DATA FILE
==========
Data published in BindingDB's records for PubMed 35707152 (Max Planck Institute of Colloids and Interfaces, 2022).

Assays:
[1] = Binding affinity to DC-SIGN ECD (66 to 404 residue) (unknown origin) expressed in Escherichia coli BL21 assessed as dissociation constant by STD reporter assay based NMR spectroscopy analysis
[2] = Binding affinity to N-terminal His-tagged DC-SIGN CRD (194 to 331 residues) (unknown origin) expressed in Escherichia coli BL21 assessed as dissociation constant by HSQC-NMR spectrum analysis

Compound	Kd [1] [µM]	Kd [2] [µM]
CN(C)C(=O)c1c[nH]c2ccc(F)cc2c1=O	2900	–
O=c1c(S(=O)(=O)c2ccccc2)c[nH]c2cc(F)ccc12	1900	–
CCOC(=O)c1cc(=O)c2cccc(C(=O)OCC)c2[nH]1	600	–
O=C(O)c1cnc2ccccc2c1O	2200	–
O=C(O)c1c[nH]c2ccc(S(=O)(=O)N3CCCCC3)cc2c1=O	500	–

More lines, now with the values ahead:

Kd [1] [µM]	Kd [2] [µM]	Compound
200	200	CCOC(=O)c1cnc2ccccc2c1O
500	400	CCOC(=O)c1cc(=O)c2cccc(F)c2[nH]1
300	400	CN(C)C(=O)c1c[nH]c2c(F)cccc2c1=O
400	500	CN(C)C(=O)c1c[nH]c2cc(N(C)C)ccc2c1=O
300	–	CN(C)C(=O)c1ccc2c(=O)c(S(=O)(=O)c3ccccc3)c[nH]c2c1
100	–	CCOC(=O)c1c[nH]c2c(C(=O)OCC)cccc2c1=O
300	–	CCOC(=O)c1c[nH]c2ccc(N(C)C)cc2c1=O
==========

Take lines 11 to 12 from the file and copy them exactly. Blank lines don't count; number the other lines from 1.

More lines, now with the values ahead:

Kd [1] [µM]	Kd [2] [µM]	Compound